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Volunteers and utility crews are at work cleaning up the streets and getting Branson ready for the busy tourist season after a tornado damaged many of the city's most popular destinations early Wednesday morning. KSMU’s Samuel Crowe has this report.
Here on Mount Branson, volunteers carefully maneuver through downed power lines to help saw the uprooted trees that litter many front lawns. Jay Reese is a Branson resident of 25 years. He awoke at 1:30 in the morning early Wednesday when he heard loud noises coming from outside. He rushed to the bathroom with some blankets, knowing severe weather was on its way.
“They always talk about it being like a freight train. I was standing in the door and crash, the front window went out. One to two minutes, and it was over. Then it rained a little bit and did a few things,” Reese said.
Reese was lucky; his property only suffered minor damage, and his car remained free from the path of falling trees.
The same cannot be said for Ken Wilson, who lost his house and a brand new Ford pickup to fallen oak trees. Wilson says because of Mount Branson’s location – atop a bluff that overlooks Lake Taneycomo and the Landing – the winds were even more fierce. Debris from the landing is now scattered throughout his property.
“I’ve got yard furniture from the Landing over here in my front yard, and it blew out of the Hilton. I’m finding big chunks of the real thick glass all in my house that came out of the Hilton glass and blew all this way. It’s insane,” Wilson said.
Wilson says he’s thankful that he and his dog survived, and is glad that his truck is insured.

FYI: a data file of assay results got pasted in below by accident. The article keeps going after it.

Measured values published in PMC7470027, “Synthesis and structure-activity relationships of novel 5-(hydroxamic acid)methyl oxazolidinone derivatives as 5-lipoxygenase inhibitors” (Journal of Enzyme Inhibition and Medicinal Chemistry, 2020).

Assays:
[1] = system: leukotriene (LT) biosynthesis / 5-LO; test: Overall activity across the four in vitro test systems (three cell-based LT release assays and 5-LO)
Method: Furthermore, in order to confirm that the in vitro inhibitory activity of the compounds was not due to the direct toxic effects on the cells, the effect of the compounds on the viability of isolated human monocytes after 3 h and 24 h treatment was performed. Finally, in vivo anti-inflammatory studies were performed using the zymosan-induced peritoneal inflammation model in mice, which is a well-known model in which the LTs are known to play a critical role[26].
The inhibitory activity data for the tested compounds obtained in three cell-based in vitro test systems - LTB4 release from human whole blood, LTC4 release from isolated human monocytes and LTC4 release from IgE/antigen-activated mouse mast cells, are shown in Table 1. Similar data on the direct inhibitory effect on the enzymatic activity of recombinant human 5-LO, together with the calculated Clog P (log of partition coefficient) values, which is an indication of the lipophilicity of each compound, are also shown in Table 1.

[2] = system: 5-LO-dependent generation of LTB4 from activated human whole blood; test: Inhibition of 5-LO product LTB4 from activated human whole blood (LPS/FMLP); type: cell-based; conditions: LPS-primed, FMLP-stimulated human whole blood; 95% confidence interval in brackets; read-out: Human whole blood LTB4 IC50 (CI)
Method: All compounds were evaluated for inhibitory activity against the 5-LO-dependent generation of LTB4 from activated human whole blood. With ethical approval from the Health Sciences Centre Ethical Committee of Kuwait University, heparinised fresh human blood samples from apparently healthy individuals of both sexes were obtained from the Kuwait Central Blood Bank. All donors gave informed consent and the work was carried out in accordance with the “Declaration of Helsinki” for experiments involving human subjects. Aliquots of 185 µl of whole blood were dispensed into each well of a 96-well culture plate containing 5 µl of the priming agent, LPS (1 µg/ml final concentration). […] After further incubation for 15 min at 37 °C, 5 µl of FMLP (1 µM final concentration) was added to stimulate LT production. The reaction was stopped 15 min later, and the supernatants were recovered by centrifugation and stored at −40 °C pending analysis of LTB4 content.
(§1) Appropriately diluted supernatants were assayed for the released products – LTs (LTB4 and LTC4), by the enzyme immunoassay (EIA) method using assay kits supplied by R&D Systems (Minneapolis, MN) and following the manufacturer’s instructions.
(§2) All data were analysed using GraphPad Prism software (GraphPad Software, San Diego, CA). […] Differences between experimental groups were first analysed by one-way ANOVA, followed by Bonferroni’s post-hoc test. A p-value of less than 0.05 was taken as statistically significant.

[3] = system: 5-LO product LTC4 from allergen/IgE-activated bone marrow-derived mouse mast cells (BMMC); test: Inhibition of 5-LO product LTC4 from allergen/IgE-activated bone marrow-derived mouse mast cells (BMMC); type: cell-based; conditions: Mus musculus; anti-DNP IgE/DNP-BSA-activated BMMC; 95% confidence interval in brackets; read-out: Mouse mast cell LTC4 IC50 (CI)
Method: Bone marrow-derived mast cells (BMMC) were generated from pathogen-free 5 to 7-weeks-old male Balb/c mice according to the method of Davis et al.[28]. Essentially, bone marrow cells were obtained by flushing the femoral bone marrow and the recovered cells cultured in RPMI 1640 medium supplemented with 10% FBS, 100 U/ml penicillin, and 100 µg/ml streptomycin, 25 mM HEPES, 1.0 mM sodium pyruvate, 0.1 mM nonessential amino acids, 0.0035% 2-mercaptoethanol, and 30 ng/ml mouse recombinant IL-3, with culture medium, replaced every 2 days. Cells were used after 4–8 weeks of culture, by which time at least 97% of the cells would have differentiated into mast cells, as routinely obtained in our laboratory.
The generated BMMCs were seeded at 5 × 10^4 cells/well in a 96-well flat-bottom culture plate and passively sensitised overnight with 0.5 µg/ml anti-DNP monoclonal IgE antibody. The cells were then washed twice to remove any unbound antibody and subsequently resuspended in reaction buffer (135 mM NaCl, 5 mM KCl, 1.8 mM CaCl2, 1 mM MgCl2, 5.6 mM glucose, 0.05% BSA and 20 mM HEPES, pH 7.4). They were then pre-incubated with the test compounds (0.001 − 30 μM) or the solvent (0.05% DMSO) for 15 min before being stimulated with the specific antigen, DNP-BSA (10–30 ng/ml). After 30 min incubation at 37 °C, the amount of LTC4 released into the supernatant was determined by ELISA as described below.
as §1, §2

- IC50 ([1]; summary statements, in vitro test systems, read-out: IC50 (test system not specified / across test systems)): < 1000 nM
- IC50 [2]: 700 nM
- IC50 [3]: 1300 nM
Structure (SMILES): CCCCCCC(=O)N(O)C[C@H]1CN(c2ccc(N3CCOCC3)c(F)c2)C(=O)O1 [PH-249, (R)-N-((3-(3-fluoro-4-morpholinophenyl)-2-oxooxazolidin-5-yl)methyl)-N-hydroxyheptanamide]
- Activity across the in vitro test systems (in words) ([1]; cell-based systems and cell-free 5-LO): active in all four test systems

[SOUND: Red Cross disaster relief shelter]
Here at the Branson rec center, the Red Cross has set up a disaster relief shelter. It's offering free meals, showers and cots for displaced residents. Nigel Holderby, a spokeswoman for the Red Cross, says that while the effects of a tornado can be devastating, the victims she’s talked to seem to be doing fine, considering what they've just been through.
“People seem very calm. The people that I’ve talked to just seem very calm and very thankful that they have a place to go and that they don’t have to sit there and wonder what they’re going to do next, that they can have a place that’s dry and not a destruction zone to make an assessment of what to do next,” Holderby said.
Holderby says local hotels have contacted the Red Cross about additional lodging for residents as they continue to seek permanent residence. She calls the community outreach “phenomenal”.
I spoke with Heather Miller, who was travelling through Branson with her husband and three children when the storm hit. I asked her what the experience was like.
“Scary, and not sure whether we were going to make it or not. We were in our vehicle and we were stuck in the middle of the storm, and it blew the windows out of our vehicles. We just put the kids down on the floorboard and covered them, and rode it out,” Miller said.
Miller says her son was sent to the hospital for minor wounds, but has since been released. Like so many other victims, she is grateful that her loved ones are still with her.
For KSMU News, I’m Samuel Crowe.